Sunday School Class: Audrey-Duprey--May-Spens--June Dupley--Ina Reid--Grace Closl--Juanita Phillips SS Teacher--Ruth--From Elementary and HS school Gang in front of the SS house
-Sunday-School-teacher-Philips
--Formal-Hilda-about 18yrs old
Clarenceille-Elementary-1930s-School-on-8-mile livonia-farmington-Michigan Left-top-Ruth-Mc-Cartney--
Dario-Mc-artney-
Louis-Sleep-taken-1937-
-Louis-Sleep-livonia-farmington-Michigan
Photos-Wood-book-1930s-40s-pg-6-May-in-Belle-Isle
--May-in-front-at-home
--May-in-tree-age-15.jpeg-1930s
https://antiquemachinery.com/images-genealogy/Photos-Wood-book-1930s-40s-pg-0--livonia-farmington-michigan1920s-1930s-wood-photo-album-pg-7-Clarenceville-Elementary-1930s-School-on-8-mile-May-12-hilde-10-Audey-Duply-Sunday-School-teacher-Philips.jpeg
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Photos-Wood-book-1930s-40s-livonia-farmington-michigan1920s-1930s-wood-photo-album-pg-9
River that is was somewhare???
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Photos-Wood-book-1930s-40s--livonia-farmington-michigan1920s-1930s-pg-10
The trelliace and the barn behind that built the first addition by Jim in 1950
Is this the house May talked about staying in 1938ish and the the 3 or 4 trader sketons wore found in the basement and about 12 native americans in shallow graves around yard in ????
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Photos-Wood-book-1930s-40s-pg---livonia-farmington-michigan1920s-1930s-wood-photo-album-pg-11
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Photos-Wood-book-1930s-40s-pg-13-Livonia-Farmington-Michigan-1920s-1930s-
Left-to Rt-May-Louis-Sleep-more-May.jpeg
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https://antiquemachinery.com/images-genealogy/images-genealogy-Classic-Paul-Spens-Father-Mother-1930s-darker.jpg https://antiquemachinery.com/images-genealogy/images-genealogy-info-back-of-PWS-dad-mom-pic-family.jpg width="5100" height="7014 width="5100" height="7014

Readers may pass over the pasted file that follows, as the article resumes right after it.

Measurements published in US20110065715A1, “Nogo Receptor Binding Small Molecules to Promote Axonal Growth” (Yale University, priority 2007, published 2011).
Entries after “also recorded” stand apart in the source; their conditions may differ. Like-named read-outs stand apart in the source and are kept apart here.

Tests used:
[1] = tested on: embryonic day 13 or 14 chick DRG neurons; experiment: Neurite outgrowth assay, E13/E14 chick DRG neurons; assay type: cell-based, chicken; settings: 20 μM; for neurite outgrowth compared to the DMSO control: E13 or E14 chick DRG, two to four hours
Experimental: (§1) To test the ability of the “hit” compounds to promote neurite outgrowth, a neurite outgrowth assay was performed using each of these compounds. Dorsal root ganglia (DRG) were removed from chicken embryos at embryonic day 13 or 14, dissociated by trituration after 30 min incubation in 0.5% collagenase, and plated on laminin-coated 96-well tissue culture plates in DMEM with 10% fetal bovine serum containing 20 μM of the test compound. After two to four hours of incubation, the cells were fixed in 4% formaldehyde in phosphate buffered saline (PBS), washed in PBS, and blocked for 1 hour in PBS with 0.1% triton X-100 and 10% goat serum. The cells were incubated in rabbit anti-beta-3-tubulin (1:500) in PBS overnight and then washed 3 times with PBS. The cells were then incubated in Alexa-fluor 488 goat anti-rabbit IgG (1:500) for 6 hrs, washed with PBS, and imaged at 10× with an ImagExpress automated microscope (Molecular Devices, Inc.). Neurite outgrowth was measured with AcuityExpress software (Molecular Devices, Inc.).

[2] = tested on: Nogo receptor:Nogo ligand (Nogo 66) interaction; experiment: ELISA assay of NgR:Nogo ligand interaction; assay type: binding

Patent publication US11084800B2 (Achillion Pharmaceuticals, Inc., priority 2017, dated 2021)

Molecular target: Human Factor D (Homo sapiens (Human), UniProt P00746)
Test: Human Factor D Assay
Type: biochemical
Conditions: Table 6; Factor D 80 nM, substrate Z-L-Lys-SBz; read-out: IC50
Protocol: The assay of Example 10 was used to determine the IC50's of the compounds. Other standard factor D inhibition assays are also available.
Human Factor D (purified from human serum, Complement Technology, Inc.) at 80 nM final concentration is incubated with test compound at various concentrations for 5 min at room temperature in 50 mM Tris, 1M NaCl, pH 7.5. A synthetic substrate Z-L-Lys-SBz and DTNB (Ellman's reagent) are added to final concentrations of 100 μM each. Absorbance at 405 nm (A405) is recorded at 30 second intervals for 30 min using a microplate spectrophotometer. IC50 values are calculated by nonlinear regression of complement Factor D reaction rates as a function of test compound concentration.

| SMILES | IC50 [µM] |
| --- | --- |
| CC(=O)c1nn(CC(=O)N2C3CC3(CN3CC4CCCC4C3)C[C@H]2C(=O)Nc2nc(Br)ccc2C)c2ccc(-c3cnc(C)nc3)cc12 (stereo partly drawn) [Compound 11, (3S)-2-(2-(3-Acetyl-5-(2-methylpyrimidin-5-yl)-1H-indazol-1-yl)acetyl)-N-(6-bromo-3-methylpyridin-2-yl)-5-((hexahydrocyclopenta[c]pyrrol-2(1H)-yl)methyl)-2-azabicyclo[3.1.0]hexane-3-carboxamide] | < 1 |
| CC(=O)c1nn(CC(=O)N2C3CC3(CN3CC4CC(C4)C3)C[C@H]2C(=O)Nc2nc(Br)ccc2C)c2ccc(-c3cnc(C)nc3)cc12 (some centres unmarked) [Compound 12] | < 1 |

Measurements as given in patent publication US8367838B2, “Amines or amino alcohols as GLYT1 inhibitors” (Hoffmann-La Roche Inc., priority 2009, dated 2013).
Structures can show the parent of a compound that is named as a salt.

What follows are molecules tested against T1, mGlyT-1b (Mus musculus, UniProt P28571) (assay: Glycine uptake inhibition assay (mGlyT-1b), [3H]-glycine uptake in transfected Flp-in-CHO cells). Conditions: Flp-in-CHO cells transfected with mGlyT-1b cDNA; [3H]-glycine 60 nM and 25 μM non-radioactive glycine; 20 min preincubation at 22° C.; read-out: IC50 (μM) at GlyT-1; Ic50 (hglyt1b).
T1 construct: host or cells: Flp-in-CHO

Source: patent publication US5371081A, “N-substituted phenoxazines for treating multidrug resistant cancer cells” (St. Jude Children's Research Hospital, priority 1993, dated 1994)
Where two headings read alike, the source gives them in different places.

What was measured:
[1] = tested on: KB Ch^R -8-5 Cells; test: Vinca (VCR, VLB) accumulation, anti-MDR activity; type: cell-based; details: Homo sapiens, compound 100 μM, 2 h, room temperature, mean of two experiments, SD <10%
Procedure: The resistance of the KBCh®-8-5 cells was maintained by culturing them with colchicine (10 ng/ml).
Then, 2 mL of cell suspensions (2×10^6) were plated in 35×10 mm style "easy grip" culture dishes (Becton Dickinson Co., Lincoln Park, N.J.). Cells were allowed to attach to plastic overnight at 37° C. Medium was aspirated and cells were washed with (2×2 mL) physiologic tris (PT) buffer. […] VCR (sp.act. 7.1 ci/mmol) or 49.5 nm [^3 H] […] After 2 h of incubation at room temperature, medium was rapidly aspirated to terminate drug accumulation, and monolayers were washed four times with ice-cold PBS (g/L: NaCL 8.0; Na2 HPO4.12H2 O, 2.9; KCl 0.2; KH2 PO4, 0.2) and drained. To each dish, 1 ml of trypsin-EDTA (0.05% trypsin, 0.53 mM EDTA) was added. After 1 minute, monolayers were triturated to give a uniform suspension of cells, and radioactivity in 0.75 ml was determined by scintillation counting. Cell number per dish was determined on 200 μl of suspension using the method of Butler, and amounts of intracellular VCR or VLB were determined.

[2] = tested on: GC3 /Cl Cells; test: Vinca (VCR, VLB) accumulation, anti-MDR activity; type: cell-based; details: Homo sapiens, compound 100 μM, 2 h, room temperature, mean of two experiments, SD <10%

Those Who Helped Us Reach for the Stars 1920-30s The cold day of January 6, 1920, Ethel May Spens (H) was born. She was born on Fullerton Avenue in Detroit, just off of Grand River. There was the normal hurry and scurry to bring the home birth baby into the world, with none knowing the destiny that awaited her. Where her life would lead her as it unfolded was up to her to choose. She, herself, did not think that as every choice she made led into the next, she was setting the past in stone. She lived normally, day by day, and would not be remembered as a piece of history. She would struggle with life. She would struggle with change. She would never be a famous astronaut, or a part of Mission Control, or even an engineer. But nonetheless, her life became one of the many unspoken ones that tied into making man’s dream into a reality: landing on the moon. She just didn’t know it yet. In 1922 she and her family moved to Farmington Hills (now Livonia), Michigan, after her dad finished building their new house. At the time, the area that would become Livonia was composed largely of farmlands, a slow-growing suburb outside of bustling Detroit. Her father had hoped to gain sales from the wealthy folks passing through at his new tree nursery, perfectly situated on their own plot of land. However, due to the Great Depression, they ended up spending most of their effort on homesteading and growing their own food. So already the sands of time were shaping her life, creating the grit she would need for the formless future in those difficult times. She did her best to plod through each day, rejoicing in the good and stoically working through the bad. Most of her days looked the same, a grinding monotony of sameness with glimpses of light. But perhaps that wasn’t so bad. She knew what to expect and she didn’t have to worry about trying to do something new right. All she had to do was repeat what she did before. She would wake next to her sister, freezing in the winter and boiling in the summer, to dress in front of the single kerosene heater and dim lantern. She would drink her cup of tea and rush to do her chores before school. If she took too long in winter, her leftover tea would be crusted over with ice. Then she would change into her nicer clothes. When she was younger and could not walk the two miles to school, her father hired a local farm boy to drive her to school on his way to his chores for 3 cents a day. Then it was back home to work in the fields, often weeding or planting. Sometimes she would pass out and her mother would insist that she rest and help indoors until later, helping with canning and cooking. After dinner, she would do her homework, stoke up the fire for the night, and go to bed. At the end of middle school, her father wanted her to quit and help in the fields. He himself had not gone beyond eighth grade and felt there was no need for a woman to go any further. This was a kink in her plan, but she wasn’t able to fight against him. Her mother, though, came from a richer family in Canada and so was one of the few people at the time who valued education. She put her foot down and asserted that Ethel be allowed to finish high school. Her dad, rarely so upset, threw his tools down and stormed off. Her mother, in doing this, set the course of her daughter’s life, allowing her to take the opportunities that would open up to her. Without this extra schooling, she would never have been able to end up where she did. She wouldn’t have come to accept the change that she hated so much. For then, though, life continued on as usual. One weary evening when she was an older teen, after the day’s work was done, she was sent to fetch her dad from the fields. It was growing late, and she often had to drag him back inside so he wouldn’t overwork himself. Despite the short walk, the dusk was growing quickly. The curtain of night was beginning to fall over the land and the crickets began their nightly serenade. The cooling air was a welcome relief from the sun. She wove her way between the young trees, some of them already taller than her. Finally, she found him, still hard at work among his beloved trees. “Mother wants you to come inside now.” “Wait, I want to show you something first.” His tall frame bent down, resting an arm on the shovel still embedded in the ground. Sweat caked his dirty brow. With one dust-coated finger, he pointed up to the growing moon in darkening sky, open and bright. “Do you see that moon out there? You see that moon up there?” She looked, staring up at the milky moon, so far away, that lit every night. “Yes?” He shook his exhausted finger vehemently at the heavens. “One day…men are going to walk on that moon.” She said nothing. But internally, she thought the sun had finally caused him to flip his lid. Perhaps it was true that he had descended from the mad Hatters of England. It simply wasn’t possible for men to walk on the moon. They had never done it before, so they would never be able to do it in the future. She refused to believe anything else. He followed her back to the house, the day joining the train of all the previous into the past. It wasn’t until many years later that she would realize her father was right all along. Neither did she know how she would be connected to it. 1940’s-54: She had never enjoyed farming and the difficulty of homesteading, though she was stubborn and disliked change. Still, it was a big step for her to move into a different field of work than her family. She would have to figure everything out on her own from here. Despite everything holding her back, she chose to change for the first time. So after graduating in ’39, she worked shortly for a golf course down the road, then quickly moved to Sears. They hired her to transcribe orders based on inventory needs because of her high scores on business tests. She enjoyed making clothing and always dreamed of creating a business for designing them, but was only able to work on it on and off throughout her life. When Sears put her in the back, she was disappointed that she wasn’t able to work with customers and sell clothes. As a result, she only stayed there about a year. By then, whispers of the horror that would become WWII were blowing through the country and the government was already ramping up production of war goods. She heard from a friend that the government was hiring, and she decided to go for it. She had the education for it and the sameness of typing would allow her to stay in a safe and habitual workplace. They took her right away since she could type at a steady 60 wpm with no mistakes. From there, she started at Fort Wayne in Detroit. She was transferred five times throughout her career, most during the war, including the Penobscot building where she witnessed a woman jump off the building upon hearing her husband had died during battle. She dated a bit, but she felt that all the men who came back from the war were drunken, which she despised. So the years went on, blurring into history like the lines of the countless documents. After years of rationing and catching public transportation, WWII finally ended. People celebrated in the streets, but for her life went on, and the subsequent Cold War meant more orders were to be typed. She had found her niche and she didn’t intend to leave it. Her final transfer signed her over to the U.S. Air Force department in Detroit. She was put in charge of a dozen secretaries to help with the orders for bomber parts. Despite the fact that there were no on-ground troops, B-52s were constantly kept in the air so production never stopped. It was fast-paced work, but it paid well and became a steady job. She worked there for two years before she met Paul William Spens. A friend suggested she meet a man upstairs during the coffee break where different levels were allowed to mingle. She objected, believing that he would never be interested in a person like her. The idea of letting a person into her heart after so many years alone was not only scary, it was near impossible. Her friend insisted, introducing her in spite of Ethel’s lack of expectations. They began to talk in line, having coffee together. After a few times, he came over and asked her to go with him for coffee. They progressed to lunch, then to a park visit, then to dating for a year. He proposed on a date to Topinka's Country House, an expensive club restaurant where higher-class people went to socialize. They were married in 1954. 1954-60’s: After so many years of hard work, she was grateful to finally have someone trustworthy to rely on and easily relinquished the bills, no longer needing to work. She knew that he would take care of them, so she didn’t have to worry or struggle the way she had her whole life. She retired from her job and they moved into her family house, which was now hers. So even though the marriage brought her a lot of change, it also allowed her to remain close to her roots. Livonia had just become a city, but it was still country. He loved the nature and she didn’t mind, making the move an easy decision. Paul was quiet and mild-mannered, a smart but humble man. Unlike his wife, he worked with new technology and embraced the learning that came with it. He was more extroverted than her, but still did not like large crowds. He worked as an inspector for the Airforce, checking and settling disagreements on aircraft electrical systems. He had been a principal, coach, teacher, an engineer, an inventor, and was an outdoorsman his whole life. He had a Bachelor’s degree in Petroleum Science and a Master’s in Electrical Systems, but notwithstanding his varied interests, he fell into government work through instructing new repairmen in aircraft electrical systems. They balanced each other out, him teaching her to embrace change more and her teaching him to settle down when needed. The two of them were 58 and 39, but after they had given up on children, they were blessed with a single son, Richard Paul Spens, in December of 1959. This brought a lot of change in the household, bringing uncertainty to a pair of parents who has never dealt with children. Still, they were learning that some things are worth changing for. They were strict, but loving, on the little handful that brought so much joy and life into the house. He was raised going camping, doing chemistry, and watching his dad build and take things apart. Finally there was someone new to share knowledge with. On May 25, 1961, everything in the country changed. President John F. Kennedy, at the height of the Cold War, announced his plan to land a man on the Moon by the end of the decade. People didn’t think it could be done; they thought it was a wasted political move. Even with the new developments of computers beginning to take off, most people thought they would fail and fizzle out. But within a year, Paul transferred to Burrow’s Adding Machine Company in Plymouth, Michigan. He worked on developing the first small guidance system (an early computer) for the Gemini system until the program ended. Then he moved to Bendix Aerospace in Ann Arbor to work on the packages that were being prepared for the Apollo Moon Missions. Many things he worked on never made it to the Moon, but the Laser Ranging Retroreflector he inspected ended up on the Apollo 11. It’s likely that he touched and inspected the retroflector itself that went up in the rocket. He even saw Wernher von Braun, the mastermind of the American Space Program, from 30 feet away, and Paul was introduced in a group as one of the inspectors. The hard work continued for eight long years. His wife was aware of his work, but even after having come to accept change more, this particular change was inconceivable. People lived their lives as if nothing significant was happening. To them, it was normal and didn’t mean anything. It wasn’t believable even up to the very moment it happened, until it became a moment in history that is now accepted as a fact. July 16, 1969: Millions of Americans watched in person or from their tiny black and white T.V.s as the sweat and blood of countless workers was ready to begin its mission. The giant rocket stood tall and white, the lettering marking it as the U.S.’s shining proudly in the sun. No one knew if it would actually work. After everything was ready, a hush fell over the crowds. The announcer spoke to world when he began to count down, “Twelve, eleven, ten, nine, ignition sequence start, six, five, four, three, two, one…” His voice faded as the whoosh of flames overtook the audio. People stood in disbelief, trying to get a closer look at the marvel in the making. Red flames mixed with the curling black and white smoke erupting from the bottom of the rocket. It grew brighter and brighter, billowing out around the base as the flames steadied. Silently, behind the scenes, workers scurried to check all the systems in order to take off on schedule. Cleared, the oxygen pipes finished filling and pulled away. Then the white fueling pipes were blown away, spraying chunks of ice down to the ground far below. These giant flakes of ice fell from the rocket like snowflakes fluttering to the ground. Finally, the gigantic clamps released one by one as the bolts exploded off, beginning to free the restrained rocket. It started to rise into the sky. The noise is deafening; the vibrations are almost unbearable. The sparkers and flames glow as bright as the sun. The gangway collapses into a heap. Bit by bit, it ascends like a majestic eagle into the great blue atmosphere. It ascends so slowly that it seems to last forever, but then suddenly the rocket is gone. The people are dumbfounded, staring up into the sky. They barely understand what they’re seeing. But in reality, its mission has only just begun. Taking off was easy in comparison to what comes next. The bigger question now is whether it can succeed in it mission to land a living man on the moon and take him home safely. July 20-21, 1969: Four days before, the world had held its breath. But now, people had gone on with their lives in the time since the launch. Only the people at NASA were hard at work, overlooking the flight of Apollo 11. But today, it was a day that was like no other in history, unique in its own pivotal moment for mankind. The Eagle landed with little public notice, no camera to film, at 20:17 UTC. Six hours and thirty-nine minutes later, July 21 at 02:56 UTC, Louis Armstrong set foot on the moon. Americans crowded around their small T.V.s, up late for one reason: to see the landing. Paul woke up his son, only nine at the time, to watch the historic moment in front of their black and white T.V. Richard was exhausted, but his father insisted that one day he would want to remember this day. He had no thoughts about it at the time, bored when it wasnt like a regular show, but like his mother, later realized his dad was right. She herself joined to watch the broadcast later on, catching only the end of it. Still, that was enough to show that despite all the odds, mankind had accomplished the thing she had deemed foolish notions in her childhood. It was the moment she finally had to confront change and accept that it would always happen. She would never fully embrace change. No habitual person does, and even adventurous people have their limits. However, seeing that impossible rocket, she was able to realize that all of the difficult changes she had faced in her life were worth the struggle. They had brought so much goodness into her life that she had never thought could happen. Blurry film and grainy audio showed Louis Armstrong stepping down the ladder and onto the ground of the Moon for the first time. His bulky spacesuit and awkward movements showed his unfamiliarity with the territory, but his bravery shone through. He uncovered a plaque from Earth with pictures stating, “Here men from the planet Earth first set foot upon the Moon July 1969, A.D. We came in peace for all mankind.” Mission Control calmly guided the astronaut through his actions, showing no trace of the excitement at their success. It wasn’t over yet. His foot on the ground, Armstrong uttered one of the most famous statements of all time, “That’s one small step for [a] man…one giant leap for mankind. It is believed that the “a” was spoken, but obscured by static, which is why it is often included in a bracket but not heard in the recording. He went on to describe the soil to an enthusiastic audience as being ‘like powdered chand ‘in fine layers under his feet. 19 minutes later, when Buzz Aldrin joined Armstrong, Aldrin described it simply as "magnificent desolation." The awestruck people watched as they moved, took samples, spoke to the President, and placed a flag in the ground. America had done it. They had been the first. They had claimed the moon for their own. They left behind several items, mementos of lost astronauts and equipment to lighten the shuttle, and began the trip back. Everyone took a deep breath once they were safely home again. Time began moving again from where it had seemed to be stuck. To the Present: It feels like it was a long time ago, but the Moon Mission was recent enough to remember. One day when he took his son to work, Richard saw a prototype of a lunar rover. Another time, he went up into B-52 winding up for take-off at Selfridge Air Force Base. And to this day, he still remembers these stories fondly, even if both of his parents are gone. He passes them on to his own four children, who record them in their memories and, with luck, down to their children after them. To the generations now, man being able to land on the Moon is a given. There is not a doubt in their mind. Yes, there are those who deny it and try to say that it is fake. But those who witnessed it, they know the truth. And as more digital recreation is done, it becomes more and more clear that it could not have been faked. Yet the people at the time couldn¢t believe it themselves. No one thought it would have been possible. My grandmother, Ethel, was not unusual in thinking that it would never happen. She spent much of her life stubbornly objecting to change like that landing on the Moon would bring. Ironically, though, she married a man who helped to make it happen and became a part of the story that is slowly eroding. She worked to keep the house she grew up in. She lived and died in that house, passing it on to her son. Even in her last years, she wished to rejoin her husband who had passed too soon before her. Like words on the sands of Now, the waves of Time wash it all away. Her son now is married and has his own children who are going off and beginning to make their own lives. Within each of them is a piece of the story as long as they live and remember it. Life always changes, but some things stay the same. No one at the time realized yet how this would be in every textbook from then on and would become an essential piece of information for all young children. No one now thinks about the everyday people that were a part of it then. Nonetheless, kids learn that with hard work and the imagination to try to make it possible, humans can achieve impossible dreamseven if it means escaping their own atmosphere. There are disappointments and mistakes along the way. It took many years and failures for the U.S. to finally achieve their goal. But now that humankind has set foot on the Moon, it helps to encourage each child to reach for their own stars. They can embrace the change they need to in order to create the next moment as important as the first Man on the Moon. Sources: My father (Richard Paul Spens. his son) and his stories of his parents and his life https://airandspace.si.edu/exhibitions/apollo-to-the-moon/online/racing-to-space/moon-decision.cfm (Smithsonian article on President Kennedy’s speech) https://nssdc.gsfc.nasa.gov/nmc/experiment/display.action?id=1969-059C-04 (NASA article on experiments taken on the Apollo 11) https://www.youtube.com/watch?v=ygBxN5UiOaM (Apollo 11 Takeoff) https://en.wikipedia.org/wiki/Apollo_11 (Wiki article on Apollo 11) https://www.youtube.com/watch?v=S9HdPi9Ikhk (Apollo 11 Moonwalk)